Following the collapse of Reconstruction in 1877, African Americans organized a movement in the South for economic and political reform: Black Populism. Between 1886 and 1900, tens of thousands of black farmers, sharecroppers, and agrarian workers created their own organizations and tactics primarily under black leadership.
Growing out of the networks established by black churches and fraternal organizations, Black Populism found further expression in the Colored Agricultural Wheels, the southern branch of the Knights of Labor, the Cooperative Workers of America, the Farmers Union, and the Colored Farmers' Alliance. In the early 1890s African Americans, together with their white counterparts, launched the People's Party and ran fusion campaigns with the Republican Party. By the turn of the century, Black Populism was crushed by relentless attack, hostile propaganda, and targeted assassinations of leaders and foot soldiers of the movement. The movement's legacy remains, though, as the largest independent black political movement until the rise of the modern civil rights movement.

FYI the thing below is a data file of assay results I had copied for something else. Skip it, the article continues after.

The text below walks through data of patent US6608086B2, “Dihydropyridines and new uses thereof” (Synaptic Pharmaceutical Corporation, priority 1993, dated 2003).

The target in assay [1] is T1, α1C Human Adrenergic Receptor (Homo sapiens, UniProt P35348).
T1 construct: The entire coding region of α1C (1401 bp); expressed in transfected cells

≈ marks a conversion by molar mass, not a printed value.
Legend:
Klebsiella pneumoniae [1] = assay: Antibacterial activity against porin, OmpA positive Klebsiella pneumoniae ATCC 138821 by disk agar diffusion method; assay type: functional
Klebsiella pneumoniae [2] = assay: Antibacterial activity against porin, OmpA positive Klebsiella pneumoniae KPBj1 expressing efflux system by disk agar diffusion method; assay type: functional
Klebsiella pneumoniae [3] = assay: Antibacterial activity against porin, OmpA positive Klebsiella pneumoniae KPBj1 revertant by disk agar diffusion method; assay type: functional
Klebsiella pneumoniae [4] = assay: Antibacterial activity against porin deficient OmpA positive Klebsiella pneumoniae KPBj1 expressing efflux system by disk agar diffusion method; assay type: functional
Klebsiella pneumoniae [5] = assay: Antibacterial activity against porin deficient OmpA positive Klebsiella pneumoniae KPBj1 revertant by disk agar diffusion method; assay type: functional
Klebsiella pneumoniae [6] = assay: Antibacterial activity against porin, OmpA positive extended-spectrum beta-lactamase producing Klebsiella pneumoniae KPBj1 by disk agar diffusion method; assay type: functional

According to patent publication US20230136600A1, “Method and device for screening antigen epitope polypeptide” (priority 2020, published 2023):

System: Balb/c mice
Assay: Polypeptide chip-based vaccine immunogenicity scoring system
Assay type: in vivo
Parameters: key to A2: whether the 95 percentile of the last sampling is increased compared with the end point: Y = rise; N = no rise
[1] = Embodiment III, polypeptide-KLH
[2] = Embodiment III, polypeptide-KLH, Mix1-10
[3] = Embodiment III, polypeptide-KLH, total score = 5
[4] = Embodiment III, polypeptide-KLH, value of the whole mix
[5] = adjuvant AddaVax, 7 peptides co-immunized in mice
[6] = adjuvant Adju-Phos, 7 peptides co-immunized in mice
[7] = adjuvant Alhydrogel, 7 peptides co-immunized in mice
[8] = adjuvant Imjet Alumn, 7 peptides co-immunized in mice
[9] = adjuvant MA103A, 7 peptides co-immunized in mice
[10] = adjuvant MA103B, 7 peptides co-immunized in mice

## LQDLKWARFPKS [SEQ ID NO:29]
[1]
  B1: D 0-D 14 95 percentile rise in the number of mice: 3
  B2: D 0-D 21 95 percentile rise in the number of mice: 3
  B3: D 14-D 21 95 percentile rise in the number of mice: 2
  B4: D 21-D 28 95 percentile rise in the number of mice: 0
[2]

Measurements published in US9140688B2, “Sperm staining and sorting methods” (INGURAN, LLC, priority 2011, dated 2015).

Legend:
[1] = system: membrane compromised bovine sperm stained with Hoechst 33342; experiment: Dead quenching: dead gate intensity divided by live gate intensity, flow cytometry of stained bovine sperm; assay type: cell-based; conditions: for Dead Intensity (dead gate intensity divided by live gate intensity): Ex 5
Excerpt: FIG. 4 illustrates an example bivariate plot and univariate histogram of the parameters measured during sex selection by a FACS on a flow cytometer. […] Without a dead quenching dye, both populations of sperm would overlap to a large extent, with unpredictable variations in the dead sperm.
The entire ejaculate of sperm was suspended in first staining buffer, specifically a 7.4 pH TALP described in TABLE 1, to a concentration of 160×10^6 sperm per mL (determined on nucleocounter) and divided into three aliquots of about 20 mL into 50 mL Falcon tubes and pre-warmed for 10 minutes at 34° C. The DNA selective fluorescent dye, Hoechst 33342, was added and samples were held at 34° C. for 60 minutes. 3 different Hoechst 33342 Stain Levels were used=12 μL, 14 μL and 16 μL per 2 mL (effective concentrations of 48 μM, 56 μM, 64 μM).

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University Press of Mississippi
October 31, 2010
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